Hot Rod Forum : Hotrodders Bulletin Board - Reply to Topic -- Hot Rod Forum

Register FAQ Search Today's Posts Unanswered Posts Auto Escrow Insurance Auto Loans
Hot Rod Forum : Hotrodders Bulletin Board > Tech Help> Engine> SBC valve stem seals and spring compressor
User Name
lost password?   |   register now

Thread: SBC valve stem seals and spring compressor Reply to Thread
Send Trackbacks to (Separate multiple URLs with spaces) :

Register Now

In order to be able to post messages on the Hot Rod Forum : Hotrodders Bulletin Board forums, you must first register.
Please enter your desired user name (usually not your first and last name), your email address and other required details in the form below.
User Name:
Please enter a password for your user account. Note that passwords are case-sensitive.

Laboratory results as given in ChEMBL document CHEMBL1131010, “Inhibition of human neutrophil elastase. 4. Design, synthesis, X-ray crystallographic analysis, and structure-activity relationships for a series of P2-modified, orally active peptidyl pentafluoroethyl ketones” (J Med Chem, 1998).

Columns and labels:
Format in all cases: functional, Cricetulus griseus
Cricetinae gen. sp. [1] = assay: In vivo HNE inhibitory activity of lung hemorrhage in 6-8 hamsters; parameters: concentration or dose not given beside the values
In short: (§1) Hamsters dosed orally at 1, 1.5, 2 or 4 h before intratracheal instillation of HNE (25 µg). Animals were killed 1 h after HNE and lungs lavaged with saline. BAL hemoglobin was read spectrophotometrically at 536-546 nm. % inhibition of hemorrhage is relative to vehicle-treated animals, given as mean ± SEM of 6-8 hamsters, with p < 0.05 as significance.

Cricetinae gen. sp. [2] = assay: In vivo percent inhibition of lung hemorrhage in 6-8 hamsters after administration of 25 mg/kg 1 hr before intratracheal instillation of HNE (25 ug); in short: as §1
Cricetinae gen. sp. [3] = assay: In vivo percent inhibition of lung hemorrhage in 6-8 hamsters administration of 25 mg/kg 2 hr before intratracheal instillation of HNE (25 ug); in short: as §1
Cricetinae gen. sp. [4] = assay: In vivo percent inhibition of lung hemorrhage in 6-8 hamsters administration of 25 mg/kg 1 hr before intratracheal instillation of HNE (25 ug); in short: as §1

Confirm Password:
Email Address
Please enter a valid email address for yourself.
Email Address:
Please select your insurance company (Optional)


Human Verification

In order to verify that you are a human and not a spam bot, please enter the answer into the following box below based on the instructions contained in the graphic.

Additional Options
Miscellaneous Options

Topic Review (Newest First)
12-15-2010 05:33 PM
eric32 Well to let you know your not alone. I built a brand new everything 350 sbc roller motor last year and I used world product sportsman 2's and from day one the problems would just get worse over time. I kept getting oil on my plug threads and after about two months between carb issues and the stupid heads I would have to change plugs.